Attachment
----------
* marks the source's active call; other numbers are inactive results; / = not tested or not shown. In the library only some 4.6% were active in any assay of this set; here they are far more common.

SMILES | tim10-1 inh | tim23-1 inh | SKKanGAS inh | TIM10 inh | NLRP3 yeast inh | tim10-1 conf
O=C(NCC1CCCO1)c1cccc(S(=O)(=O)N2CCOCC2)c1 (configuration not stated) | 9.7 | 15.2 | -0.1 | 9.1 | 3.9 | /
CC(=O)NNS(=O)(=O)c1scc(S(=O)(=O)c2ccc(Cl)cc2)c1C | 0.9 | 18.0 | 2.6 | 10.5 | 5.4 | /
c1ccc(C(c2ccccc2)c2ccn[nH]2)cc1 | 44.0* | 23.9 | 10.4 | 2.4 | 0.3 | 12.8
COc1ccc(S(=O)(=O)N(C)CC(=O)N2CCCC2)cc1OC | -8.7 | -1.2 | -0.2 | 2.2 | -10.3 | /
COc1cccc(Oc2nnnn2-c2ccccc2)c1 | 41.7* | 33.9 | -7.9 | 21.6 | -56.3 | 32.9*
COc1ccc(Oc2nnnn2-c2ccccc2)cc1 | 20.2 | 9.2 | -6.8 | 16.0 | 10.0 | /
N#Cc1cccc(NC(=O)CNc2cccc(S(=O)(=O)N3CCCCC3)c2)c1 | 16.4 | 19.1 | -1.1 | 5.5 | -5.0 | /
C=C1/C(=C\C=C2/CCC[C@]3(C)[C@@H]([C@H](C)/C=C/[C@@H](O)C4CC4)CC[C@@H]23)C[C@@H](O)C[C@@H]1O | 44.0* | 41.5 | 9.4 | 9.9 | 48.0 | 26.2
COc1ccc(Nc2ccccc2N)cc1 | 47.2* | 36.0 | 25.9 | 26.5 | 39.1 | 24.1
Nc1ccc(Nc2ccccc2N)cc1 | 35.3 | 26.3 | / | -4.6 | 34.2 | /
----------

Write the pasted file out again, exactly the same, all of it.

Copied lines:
* marks the source's active call; other numbers are inactive results; / = not tested or not shown. In the library only some 4.6% were active in any assay of this set; here they are far more common.

SMILES | tim10-1 inh | tim23-1 inh | SKKanGAS inh | TIM10 inh | NLRP3 yeast inh | tim10-1 conf
O=C(NCC1CCCO1)c1cccc(S(=O)(=O)N2CCOCC2)c1 (configuration not stated) | 9.7 | 15.2 | -0.1 | 9.1 | 3.9 | /
CC(=O)NNS(=O)(=O)c1scc(S(=O)(=O)c2ccc(Cl)cc2)c1C | 0.9 | 18.0 | 2.6 | 10.5 | 5.4 | /
c1ccc(C(c2ccccc2)c2ccn[nH]2)cc1 | 44.0* | 23.9 | 10.4 | 2.4 | 0.3 | 12.8
COc1ccc(S(=O)(=O)N(C)CC(=O)N2CCCC2)cc1OC | -8.7 | -1.2 | -0.2 | 2.2 | -10.3 | /
COc1cccc(Oc2nnnn2-c2ccccc2)c1 | 41.7* | 33.9 | -7.9 | 21.6 | -56.3 | 32.9*
COc1ccc(Oc2nnnn2-c2ccccc2)cc1 | 20.2 | 9.2 | -6.8 | 16.0 | 10.0 | /
N#Cc1cccc(NC(=O)CNc2cccc(S(=O)(=O)N3CCCCC3)c2)c1 | 16.4 | 19.1 | -1.1 | 5.5 | -5.0 | /
C=C1/C(=C\C=C2/CCC[C@]3(C)[C@@H]([C@H](C)/C=C/[C@@H](O)C4CC4)CC[C@@H]23)C[C@@H](O)C[C@@H]1O | 44.0* | 41.5 | 9.4 | 9.9 | 48.0 | 26.2
COc1ccc(Nc2ccccc2N)cc1 | 47.2* | 36.0 | 25.9 | 26.5 | 39.1 | 24.1
Nc1ccc(Nc2ccccc2N)cc1 | 35.3 | 26.3 | / | -4.6 | 34.2 | /